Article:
Fernando later on called, I’m sorry man that got misinterpreted. I never called Fernando by the way. My editor who was with me called Fernando to talk about another movie. And we were talking about, at that time it wasn’t even shooting, and that came out. To make a movie like RoboCop, you only introduce the first character 11 minutes into the movie. The bad guy ain’t bad. I mean, he saved Alex Murphy’s life, Sellers. He is smart, he is not the Joker, he’s not blowing people up. I mean he’s not a mustache twirling kind of bad gay. That ain’t common. I mean we have a political satire in this movie. We criticize, right? I mean crazy, racially involved types. That’s it, it’s played there. We have a take on the idea of imperialism. The idea that we are God’s children; that’s not normal in a studio movie.

So, yeah, it takes some effort to get it done there. And I can tell you that it boils down to fighting for it over and over again to knowing what you want. So the studio looks at the material, they may be worried about it, but they see it’s powerful. So for instance, I have decided to show them my cut. I have 10 weeks that I can lock myself in a room and nobody can come in because I’m DGA. That’s the rule. But I didn’t do that. I mean I cut different sequences and sent it to them. Then it boils down to the preview. Like, you preview the movie and if it works everybody’s happy. And I believe in the audience. I believe in the audience. I think you can make a smart movie… Listen, I’m not creating anything here. Think about The Matrix, it’s a really smart movie.

It’s one of the smartest Sci-Fi movies in popular culture.

Ever. Yeah. And so I kind of think, it’s been proven that you can make a smart movie and people will watch it. People are smart. Just look at what’s happening on television right now. I mean, a series like The Wire, it’s very complex. And the audience is right there. The idea that somehow the audience is not going to get sophisticated things is just silly. And it a little bit has to do with the fact that doing sophisticated things take a lot of work and so it’s better just to do. But I never bought that. We previewed this movie and it was almost exactly the cut that you’ve seen, there’s very little difference. We only had one preview and it totally worked. And when they did the focus group, with all the studios active there, they asked the first gal “Why do you love this movie?” and she said “Because it’s political.” And I went like “See!” I mean, we don’t have to go away from those.

When you’re in the process of development, fighting battles to get this stuff in, did you lose anything?

Well we didn’t lose many, man. I brought Josh Zetumer, the writer, down to Rio and we spent a month together and we put sequences on the wall and there wasn’t anybody there, no producer, no studio. And we had a date. We had to start shooting at a certain date and that kind of helped me. Because by the time you will write it they are able to read the screenplay going, “I want to change this” and there’s no time. And also, I got the chance to do rehearsals. That was a really, really great thing for me because then you bring the actors with you. You go into a meeting room with a writer, there’s nobody there [from the studio], then you’re rewriting the screenplay as you try the scenes. The actors are giving their input and everybody gets close to the story. Then you have a screenplay that’s a collaboration and it becomes very hard for somebody to change it, you know what I mean? But having said that, the studio allowed me to do it. I mean, listen, Brazilian director, Brazilian director of photography, Brazilian editor, Brazilian composer — I clearly had a lot of room to do this movie. Why did they do that? I don’t know, maybe because they didn’t know me.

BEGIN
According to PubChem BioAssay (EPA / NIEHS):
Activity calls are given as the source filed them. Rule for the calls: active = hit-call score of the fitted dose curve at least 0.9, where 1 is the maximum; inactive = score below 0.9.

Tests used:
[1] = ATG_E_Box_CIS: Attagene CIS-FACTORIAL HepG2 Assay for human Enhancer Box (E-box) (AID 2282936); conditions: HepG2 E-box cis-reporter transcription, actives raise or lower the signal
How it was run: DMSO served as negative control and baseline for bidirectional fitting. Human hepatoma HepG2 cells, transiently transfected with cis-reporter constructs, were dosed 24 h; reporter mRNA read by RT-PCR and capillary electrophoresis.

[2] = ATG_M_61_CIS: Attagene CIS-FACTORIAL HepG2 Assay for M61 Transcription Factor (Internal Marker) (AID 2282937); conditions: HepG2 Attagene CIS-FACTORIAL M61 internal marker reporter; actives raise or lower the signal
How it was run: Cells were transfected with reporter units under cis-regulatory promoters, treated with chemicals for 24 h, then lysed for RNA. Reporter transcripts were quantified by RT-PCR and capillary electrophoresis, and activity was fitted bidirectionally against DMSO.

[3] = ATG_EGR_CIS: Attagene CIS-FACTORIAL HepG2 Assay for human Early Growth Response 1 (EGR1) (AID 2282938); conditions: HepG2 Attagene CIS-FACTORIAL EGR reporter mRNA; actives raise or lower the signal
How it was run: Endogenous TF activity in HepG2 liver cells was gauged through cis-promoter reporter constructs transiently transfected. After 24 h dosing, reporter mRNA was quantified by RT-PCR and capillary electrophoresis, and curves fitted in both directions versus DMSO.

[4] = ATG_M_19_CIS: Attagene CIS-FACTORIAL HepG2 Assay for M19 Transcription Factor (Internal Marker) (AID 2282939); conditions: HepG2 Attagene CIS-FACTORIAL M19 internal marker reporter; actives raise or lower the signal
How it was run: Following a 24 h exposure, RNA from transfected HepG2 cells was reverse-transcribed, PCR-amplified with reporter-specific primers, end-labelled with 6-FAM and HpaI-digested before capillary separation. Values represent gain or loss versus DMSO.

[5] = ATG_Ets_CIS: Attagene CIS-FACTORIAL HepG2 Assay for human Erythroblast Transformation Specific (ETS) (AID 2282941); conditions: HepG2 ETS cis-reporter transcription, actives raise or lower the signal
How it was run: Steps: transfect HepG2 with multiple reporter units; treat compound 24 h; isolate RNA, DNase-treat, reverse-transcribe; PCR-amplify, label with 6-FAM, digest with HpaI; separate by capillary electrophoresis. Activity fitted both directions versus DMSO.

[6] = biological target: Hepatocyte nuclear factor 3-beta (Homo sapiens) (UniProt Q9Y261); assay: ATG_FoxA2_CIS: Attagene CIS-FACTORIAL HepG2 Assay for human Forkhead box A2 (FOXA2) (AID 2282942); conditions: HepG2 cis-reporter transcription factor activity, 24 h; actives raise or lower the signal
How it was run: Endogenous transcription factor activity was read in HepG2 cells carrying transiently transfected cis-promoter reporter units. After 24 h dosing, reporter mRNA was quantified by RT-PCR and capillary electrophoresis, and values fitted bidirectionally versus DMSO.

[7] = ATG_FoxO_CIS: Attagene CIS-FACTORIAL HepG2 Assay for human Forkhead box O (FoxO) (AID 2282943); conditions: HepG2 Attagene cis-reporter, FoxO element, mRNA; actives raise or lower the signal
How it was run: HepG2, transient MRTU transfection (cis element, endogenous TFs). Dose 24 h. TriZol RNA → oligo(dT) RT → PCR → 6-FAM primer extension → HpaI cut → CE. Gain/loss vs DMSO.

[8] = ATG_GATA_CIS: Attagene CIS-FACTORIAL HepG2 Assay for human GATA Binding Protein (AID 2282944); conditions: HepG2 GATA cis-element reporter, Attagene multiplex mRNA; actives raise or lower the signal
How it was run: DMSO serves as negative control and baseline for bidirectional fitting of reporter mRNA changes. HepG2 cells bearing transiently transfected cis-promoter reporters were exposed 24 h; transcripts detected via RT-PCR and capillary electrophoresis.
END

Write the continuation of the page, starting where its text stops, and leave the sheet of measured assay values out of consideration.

When you went into production, was this going to be a PG-13 movie?

Well, they put in the contracts, right, that you should do your best effort at whatever. But it never plays out in the set. You know what I mean? I mean you just shoot the movie you want to shoot.

Well you have some clever moments in there where people swear, and you play with and get away with some stuff…

Yeah, I mean the real violence in this movie, it’ s not on the bullets, it’s on the graphic depiction of what’s left of Alex Murphy. I mean, it’s violent because it’s the violence done to the character. Like dehumanizing this guy slowly, right? That’s the difference between this RoboCop and the other one. It’s that we chose to make RoboCop slowly. So he wakes up and he doesn’t believe he’s a fucking robot. I mean I’m dreaming, I’m in my yard listening to Frank Sinatra, I cant be a fucking robot. Then he finds out he’s in fucking China, that’s just a joke, but outsourcing him. But then, you know when he see’s what’s left of him he wants to die. And I wanted to be really, really graphic about that. That’s the thing that I love about it.

I wanted to be graphic about it and people were like “Woah, what is the MPAA going to say about- nobody has ever done that” and said “I don’t know, I suppose we are going to find out.” And you know, we did the best we could for the movie. I think the movie has the amount of violence that it demands. I mean we have an ED209 blowing a kid to pieces. It would be cut to some objection, he says “Are you okay, Callie?” like it never happened. You know what I mean? We did the movie, we sent it the MPAA, they looked at it and they said PG-13. I’ll take it.

So there was no back and forth with that?

No.

Will there be an unrated directors cut on Blu-ray?

I like this cut that I have. I mean, I don’t see the reason why… You know, a movie is not better because it’s more violent. I mean, what is at stake when you make a movie is: is the violence appropriate to the movie? To the subject matter, to the story. Like, yeah, you have to have violence in Clockwork Orange. You have to. Got to be violent. In Elite Squad you have to have it. In the original RoboCop you have to have it. But in this movie we’ve made, its not necessarily. Because it’s kind of a different take.

I get that. What are you going to be doing next?

I wish somebody could tell me. I mean I don’t know, man. I have a documentary project in Rio about how in the last two years, more than 5000 people disappeared in the city of Rio de Janiero. Five thousand. That’s twice the number of people who died on September 11. I suspect the police are killing a lot of people, but we don’t know. And I want to do a documentary about that. I have a screenplay that I developed about the tri-border. This is a frontier between Brazil, Paraguay, and Argentina, which is really crazy violent place where it has Belize there and Mosares there. The Brazilian federal police of Paraguay and the drug dealers. It’s kind of crazy but it’s real. And I’m writing a screenplay for Warner brothers, Sci-Fi.

Original?

Yeah. Also about the philosophy of Mayan issues. What it means to be a human being. Are we a software? All those issues that I already touched upon. Right now I’m calling it the Mayan Corporation. And you know, one of those. It depends on the… you know the drill.